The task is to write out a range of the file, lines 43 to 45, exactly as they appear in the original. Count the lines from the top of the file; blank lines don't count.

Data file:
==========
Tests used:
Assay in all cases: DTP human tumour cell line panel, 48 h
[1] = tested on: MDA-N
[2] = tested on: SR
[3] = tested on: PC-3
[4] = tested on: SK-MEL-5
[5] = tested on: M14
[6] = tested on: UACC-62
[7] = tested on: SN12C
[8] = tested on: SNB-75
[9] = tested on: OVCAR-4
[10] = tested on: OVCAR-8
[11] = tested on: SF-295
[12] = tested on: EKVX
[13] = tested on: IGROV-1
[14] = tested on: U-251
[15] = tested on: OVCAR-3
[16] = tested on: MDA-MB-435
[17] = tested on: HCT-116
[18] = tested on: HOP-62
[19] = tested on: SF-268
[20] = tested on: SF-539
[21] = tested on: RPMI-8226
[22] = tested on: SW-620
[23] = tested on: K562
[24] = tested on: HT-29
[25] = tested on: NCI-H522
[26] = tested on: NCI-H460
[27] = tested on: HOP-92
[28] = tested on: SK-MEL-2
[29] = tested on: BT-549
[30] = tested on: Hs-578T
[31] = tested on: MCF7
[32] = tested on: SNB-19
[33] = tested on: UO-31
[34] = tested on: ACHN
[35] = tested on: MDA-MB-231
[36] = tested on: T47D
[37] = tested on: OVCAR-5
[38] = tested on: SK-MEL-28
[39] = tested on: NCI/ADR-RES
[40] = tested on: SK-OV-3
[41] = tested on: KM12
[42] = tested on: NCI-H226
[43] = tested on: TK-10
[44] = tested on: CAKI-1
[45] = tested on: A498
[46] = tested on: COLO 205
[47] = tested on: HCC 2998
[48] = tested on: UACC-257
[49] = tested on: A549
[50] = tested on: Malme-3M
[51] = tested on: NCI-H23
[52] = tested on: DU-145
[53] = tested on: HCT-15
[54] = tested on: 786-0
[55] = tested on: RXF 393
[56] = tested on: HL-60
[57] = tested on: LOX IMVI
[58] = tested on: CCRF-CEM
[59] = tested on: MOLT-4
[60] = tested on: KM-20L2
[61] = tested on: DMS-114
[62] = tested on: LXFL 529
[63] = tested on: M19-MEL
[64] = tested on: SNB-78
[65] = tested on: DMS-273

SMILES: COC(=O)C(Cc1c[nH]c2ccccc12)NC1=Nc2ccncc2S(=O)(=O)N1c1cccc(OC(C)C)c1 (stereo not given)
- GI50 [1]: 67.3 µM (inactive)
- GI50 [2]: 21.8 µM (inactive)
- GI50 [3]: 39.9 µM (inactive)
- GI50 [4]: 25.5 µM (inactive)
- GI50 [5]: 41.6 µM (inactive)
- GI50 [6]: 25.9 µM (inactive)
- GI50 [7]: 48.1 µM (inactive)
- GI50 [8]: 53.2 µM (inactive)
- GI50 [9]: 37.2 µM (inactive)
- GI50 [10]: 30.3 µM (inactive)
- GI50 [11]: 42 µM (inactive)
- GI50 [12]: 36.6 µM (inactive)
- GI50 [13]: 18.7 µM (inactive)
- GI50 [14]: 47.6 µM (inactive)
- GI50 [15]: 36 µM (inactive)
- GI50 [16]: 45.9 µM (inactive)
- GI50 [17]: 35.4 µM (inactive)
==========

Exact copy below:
[41] = tested on: KM12
[42] = tested on: NCI-H226
[43] = tested on: TK-10